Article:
Midway through this productive period Wilkins sought to record his fortunate position. Over several weeks in 1824 A. E. Chalon painted his portrait and that of his wife of thirteen years, Alicia, surrounded by their children Henry Robert (b. 1813), Alicia (b. 1817), and William Bushby (b. 1822) in the drawing-room of his main residence at 36 Weymouth Street, London. (His sons would both enter the Anglican ministry, Henry after working as an architect, while Alicia married Ruskin's friend the Revd William Kingsley.) He could afford a fashionable address and to entertain quite lavishly, owing to his successful practice and also to the theatrical business he had inherited. This consisted of a chain of theatres in East Anglia, which remained profitable over much of the decade, as Wilkins stated in evidence before the 1832 parliamentary select committee on dramatic literature. The theatres included houses in Cambridge (designed with his father in 1814; remodelled), Great Yarmouth (reconstructed by Wilkins in 1816; dem.), Norwich (Theatre Royal, refurbished including a Greek Doric colonnade, 1825–6; des.), and the Bury St Edmunds Theatre (1818–19), which has been restored to its original neo-classical elegance. Wilkins engaged companies that presented plays by contemporary playwrights as well as Shakespeare, and attracted talented actors including Irving, Kean, and Macready. His taste for theatre and for art, each coloured by his fascination with cultural history, is evident in the Carolingian costumes in which he and his family are attired in the 1824 family portrait by Chalon. Behind them are displayed pictures from his collection of mainly Dutch and Italian painting with, most prominently, a copy of Raphael's Transfiguration. Besides indicating his relatively conventional connoisseurship (the catalogues of the sales of his collection at Christies in May 1830, April 1838, and May 1840 number several pictures subsequently identified as copies), the visual reference to Raphael's painting reflects a religious conviction, which, interwoven with stoicism, would course through the letters Wilkins wrote through the final months of his life.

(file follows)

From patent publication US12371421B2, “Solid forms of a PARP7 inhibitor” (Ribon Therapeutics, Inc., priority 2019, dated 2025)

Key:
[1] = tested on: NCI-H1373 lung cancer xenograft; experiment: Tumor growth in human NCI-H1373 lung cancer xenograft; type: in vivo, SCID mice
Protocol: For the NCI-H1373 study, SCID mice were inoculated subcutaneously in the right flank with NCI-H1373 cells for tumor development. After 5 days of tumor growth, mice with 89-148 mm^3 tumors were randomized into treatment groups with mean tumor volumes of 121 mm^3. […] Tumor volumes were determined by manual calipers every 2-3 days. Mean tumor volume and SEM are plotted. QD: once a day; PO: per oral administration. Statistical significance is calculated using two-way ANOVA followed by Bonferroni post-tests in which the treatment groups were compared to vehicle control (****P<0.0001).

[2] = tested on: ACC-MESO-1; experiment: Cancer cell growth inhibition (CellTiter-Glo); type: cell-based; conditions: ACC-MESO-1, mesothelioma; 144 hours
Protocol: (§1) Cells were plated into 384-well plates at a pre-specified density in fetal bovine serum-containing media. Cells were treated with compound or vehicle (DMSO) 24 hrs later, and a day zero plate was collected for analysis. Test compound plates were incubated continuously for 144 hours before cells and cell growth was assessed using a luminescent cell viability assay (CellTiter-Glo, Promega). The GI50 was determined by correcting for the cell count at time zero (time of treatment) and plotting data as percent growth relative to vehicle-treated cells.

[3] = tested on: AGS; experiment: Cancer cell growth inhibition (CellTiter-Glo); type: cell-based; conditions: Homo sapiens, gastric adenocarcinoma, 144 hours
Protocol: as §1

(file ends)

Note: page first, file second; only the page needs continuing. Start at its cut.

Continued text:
From Cambridge to London

The enlargement of King's College was finished by 1828 but did not lead to further college commissions despite the expansion of both Cambridge and Oxford. The restrained style of Wilkins's designs was losing popularity, and his neo-Greek and neo-Gothic designs for the 1821–2 and 1825 competitions for a university observatory and new quadrangle for St John's College at Cambridge were placed second. His resulting frustration is evident in letters on redevelopment at Cambridge addressed to the editor of the Cambridge Chronicle (November 1826 and March 1828), followed by two surprisingly critical pamphlets, A Letter to the Members of the Senate of the University (February 1831) and An Appeal to the Senate on the Subject of the Plans for the University Library (April 1831). The pamphlets were composed after the double rejection, in 1829 and 1830, of a well-conceived neo-Greek design for the Cambridge University Library that was eclipsed by the more dynamically composed revivalism of C. R. Cockerell. The rejection of Wilkins's learned but moderate historicism signalled the decline of his career at Cambridge, though he did receive a large commission in 1825 to complete the reconstruction of East India House, London, started by Cockerell's father. Completed in 1830, this work coincided with less extensive additions to the company's military seminary at Addiscombe, Surrey (1825–7; both dem.).